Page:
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Years ago, while traveling through Palmyra, I spotted a new-to-me restaurant and decided to drop in for lunch. I can’t say I recall much about the small family-run eatery, other than the fact that the menu was rather overwhelmingly extensive, offering an array of dishes from a half-dozen cuisines from around the world.

When I was searching online for places to visit in Cumberland County, I recognized the familiar name and proceeded to check out the menu. When I saw that it had been paired down for this latest incarnation, I breathed a sigh of relief. There’s a lot to be said about quality over quantity, and attempting to please everyone is often unwieldy, to say the least.

I followed the GPS to Tatiana’s, 4601 Gettysburg Road, Mechanicsburg, last Friday night. As we pulled into the lot, we couldn’t help but wonder if the attractive brick building was a historical structure. Later research revealed that it dates back to the 1800s.

When we entered the business and followed the employee to the second floor, we came to the realization that much thought had likely gone into renovating the structure. As we waited to place our order, we admired the attractive décor. Exposed brick walls and fireplaces punctuated the place with old-world charm. A fun and unexpected pop of modern style appeared here and there in the form of oversized alphabet letters in no particular order on various walls.

We began our meal by choosing Ukrainian meatballs with white champagne, alfredo sauce and gorgonzola cheese from the appetizer menu ($10). Additional choices included Maryland blue crab and mushrooms, Mediterranean flatbread with chipotle hummus, and seared ahi tuna on ciabatta. I noticed that many customers brought a bottle of wine to the BYOB, but Tatiana’s also offers a variety of appealing non-alcoholic selections like iced teas in flavors like mango, raspberry and Ukrainian fruit, along with a selection of organic hot teas and Mediterranean coffee.

Within just a few minutes of ordering, we received our miniature meatballs plated atop a light, delicate sauce. We enjoyed the subtle flavor and found ourselves wishing for more of the tasty sauce.

Tatiana’s describes its cuisine as a mixture of Mediterranean and Ukrainian, offering 16 entrees and several specials. Among the list are Osso Buco, butternut squash ravioli with shrimp, pan-roasted sockeye salmon Romesco, pecan-crusted sea bass and Ukrainian seafood stew comprised of sea bass, mussels, clams, onions and shrimp roasted potatoes in a saffron seafood broth.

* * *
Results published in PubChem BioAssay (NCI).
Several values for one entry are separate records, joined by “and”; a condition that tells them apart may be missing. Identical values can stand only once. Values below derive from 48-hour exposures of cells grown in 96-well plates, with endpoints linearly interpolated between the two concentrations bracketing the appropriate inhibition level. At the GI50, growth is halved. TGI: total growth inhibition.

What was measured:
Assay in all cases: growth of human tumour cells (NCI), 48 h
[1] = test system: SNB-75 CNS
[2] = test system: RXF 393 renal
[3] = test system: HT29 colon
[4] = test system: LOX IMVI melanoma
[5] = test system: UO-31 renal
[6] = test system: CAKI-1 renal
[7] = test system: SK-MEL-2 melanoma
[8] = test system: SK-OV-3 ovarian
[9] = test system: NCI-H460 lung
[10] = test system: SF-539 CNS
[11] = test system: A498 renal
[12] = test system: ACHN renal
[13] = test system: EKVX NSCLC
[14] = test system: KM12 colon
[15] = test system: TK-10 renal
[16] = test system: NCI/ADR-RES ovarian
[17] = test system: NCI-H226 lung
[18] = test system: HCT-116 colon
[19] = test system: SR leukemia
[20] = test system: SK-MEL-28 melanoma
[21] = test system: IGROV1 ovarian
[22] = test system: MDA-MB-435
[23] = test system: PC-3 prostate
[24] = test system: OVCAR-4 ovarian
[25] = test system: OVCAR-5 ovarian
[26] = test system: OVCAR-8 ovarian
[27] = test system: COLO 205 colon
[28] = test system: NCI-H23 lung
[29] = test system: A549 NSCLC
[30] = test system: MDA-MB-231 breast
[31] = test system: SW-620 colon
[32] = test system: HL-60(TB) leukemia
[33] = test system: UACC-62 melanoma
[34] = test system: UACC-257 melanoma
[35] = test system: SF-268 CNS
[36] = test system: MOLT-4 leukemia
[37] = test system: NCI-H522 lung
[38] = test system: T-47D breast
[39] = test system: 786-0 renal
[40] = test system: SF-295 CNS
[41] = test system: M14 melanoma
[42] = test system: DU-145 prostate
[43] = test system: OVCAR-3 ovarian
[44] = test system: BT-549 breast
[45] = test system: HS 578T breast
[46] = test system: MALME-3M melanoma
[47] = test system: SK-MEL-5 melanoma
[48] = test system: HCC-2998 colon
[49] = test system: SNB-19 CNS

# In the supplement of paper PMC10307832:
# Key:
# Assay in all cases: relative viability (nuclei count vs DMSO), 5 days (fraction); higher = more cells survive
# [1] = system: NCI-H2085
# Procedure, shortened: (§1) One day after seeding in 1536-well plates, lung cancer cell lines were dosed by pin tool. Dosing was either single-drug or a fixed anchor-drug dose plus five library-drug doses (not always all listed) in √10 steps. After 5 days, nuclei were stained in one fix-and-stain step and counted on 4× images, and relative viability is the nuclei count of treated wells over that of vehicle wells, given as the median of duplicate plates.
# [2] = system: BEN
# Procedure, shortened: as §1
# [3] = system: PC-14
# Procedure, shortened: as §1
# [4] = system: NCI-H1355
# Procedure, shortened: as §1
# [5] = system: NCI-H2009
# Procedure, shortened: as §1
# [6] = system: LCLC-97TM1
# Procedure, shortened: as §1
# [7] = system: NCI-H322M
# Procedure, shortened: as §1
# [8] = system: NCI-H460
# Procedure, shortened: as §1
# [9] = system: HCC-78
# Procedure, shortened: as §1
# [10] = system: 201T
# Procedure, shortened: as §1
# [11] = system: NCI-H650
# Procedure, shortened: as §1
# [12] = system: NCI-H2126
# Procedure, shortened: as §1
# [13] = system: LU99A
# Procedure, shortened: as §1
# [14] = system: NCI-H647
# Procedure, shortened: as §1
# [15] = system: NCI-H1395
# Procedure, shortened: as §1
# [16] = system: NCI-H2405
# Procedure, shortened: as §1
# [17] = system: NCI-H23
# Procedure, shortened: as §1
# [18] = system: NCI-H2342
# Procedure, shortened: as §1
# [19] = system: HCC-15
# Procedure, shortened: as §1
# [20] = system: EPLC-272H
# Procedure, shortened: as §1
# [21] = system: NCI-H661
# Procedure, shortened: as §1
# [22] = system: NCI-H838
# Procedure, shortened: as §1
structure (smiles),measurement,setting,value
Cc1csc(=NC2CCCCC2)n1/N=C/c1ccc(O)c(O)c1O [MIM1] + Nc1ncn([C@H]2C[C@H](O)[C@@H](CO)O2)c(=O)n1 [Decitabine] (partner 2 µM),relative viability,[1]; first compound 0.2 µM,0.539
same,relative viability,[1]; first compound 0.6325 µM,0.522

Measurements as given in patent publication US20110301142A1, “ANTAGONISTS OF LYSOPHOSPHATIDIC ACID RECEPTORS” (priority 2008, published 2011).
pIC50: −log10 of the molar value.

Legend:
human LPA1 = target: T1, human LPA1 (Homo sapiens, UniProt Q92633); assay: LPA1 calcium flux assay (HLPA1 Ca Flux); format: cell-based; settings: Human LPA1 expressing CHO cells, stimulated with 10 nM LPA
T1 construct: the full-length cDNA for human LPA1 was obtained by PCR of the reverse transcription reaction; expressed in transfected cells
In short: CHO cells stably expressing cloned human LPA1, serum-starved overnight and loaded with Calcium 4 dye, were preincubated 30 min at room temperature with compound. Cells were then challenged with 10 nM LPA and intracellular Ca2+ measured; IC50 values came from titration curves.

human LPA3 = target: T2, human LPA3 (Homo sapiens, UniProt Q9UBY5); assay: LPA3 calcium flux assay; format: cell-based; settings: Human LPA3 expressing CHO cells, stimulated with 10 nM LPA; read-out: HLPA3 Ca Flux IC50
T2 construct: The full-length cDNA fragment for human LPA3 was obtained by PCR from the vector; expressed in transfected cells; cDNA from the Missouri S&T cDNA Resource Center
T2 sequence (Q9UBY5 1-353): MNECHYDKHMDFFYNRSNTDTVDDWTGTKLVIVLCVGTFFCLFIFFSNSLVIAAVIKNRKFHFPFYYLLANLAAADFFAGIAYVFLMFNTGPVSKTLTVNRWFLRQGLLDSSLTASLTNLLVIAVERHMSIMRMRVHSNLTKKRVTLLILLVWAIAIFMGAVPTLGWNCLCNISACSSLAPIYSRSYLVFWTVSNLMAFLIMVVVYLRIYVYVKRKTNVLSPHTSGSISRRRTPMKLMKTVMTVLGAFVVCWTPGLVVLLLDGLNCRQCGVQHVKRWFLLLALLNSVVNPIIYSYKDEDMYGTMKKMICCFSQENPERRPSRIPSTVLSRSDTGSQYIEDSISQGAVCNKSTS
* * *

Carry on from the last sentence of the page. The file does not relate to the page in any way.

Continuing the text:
I chose the Filet Mignon Bourguigon described on the menu as “grass-fed filet tips sautéed with garlic, onions, roasted red peppers, mushrooms and Ukrainian sausage in our signature sauce” ($27).

My companion ordered the Ukrainian stroganoff comprised of organic chicken breast, Ukrainian sausage, roasted onions, cremini mushrooms, red peppers and basil with an asiago alfredo marsala sauce tossed with pasta ($22).

The soup of the evening was borscht, but we opted for a salad for an upcharge, which ranged in cost from $3 to $5, depending on the selection.

My organic Mediterranean salad of field greens, heirloom tomatoes, red onions, roasted eggplant, olives, sunflower seeds and feta and topped with a cilantro lime olive oil vinaigrette was light on all the ingredients except the greens. I was looking forward to more than a few small flecks of feta in a Mediterranean salad.

The meat in my entrée was tender and flavorful. The sauce was a little on the sweet side and reminiscent of marsala. The homemade sausage was also rather sweet, but I couldn’t quite put my finger on the flavor profile.

When I questioned our waitress, Tatiana, about the ingredients, I was only informed that grandma made it. Oh well, you can’t blame a person for trying.

My companion reported that he enjoyed his creamy stroganoff served with plenty of grandma’s sausage and once again remarked on the subtleness of the flavors.

For a busy Friday night, Tatiana’s was working like a well-oiled machine. It appears to be a family affair. Tatiana waits tables with her other staff, while her husband works as a chef in the kitchen. Her son, who checked in on us from time to time, proudly displayed a beautiful dessert tray.

When pressed, he informed us that his grandmother was responsible for the sweet creations that include mouthwatering selections like a dark, fudgy and no-doubt rich gluten-free, chocolate torte, as well as key lime pie, cheesecake, baklava and Ukrainian pecan cake, to name a few. (Note: Each item sells for $8 for those interested in stopping in for a self-indulgent treat).

Entrees were generous enough that we found ourselves asking for a box for leftovers just before we exited down the stairs, taking the time to admire the décor on the first floor before we stepped out into the cold evening.

Next Up: Lunch at Yak N Yeti in New Cumberland

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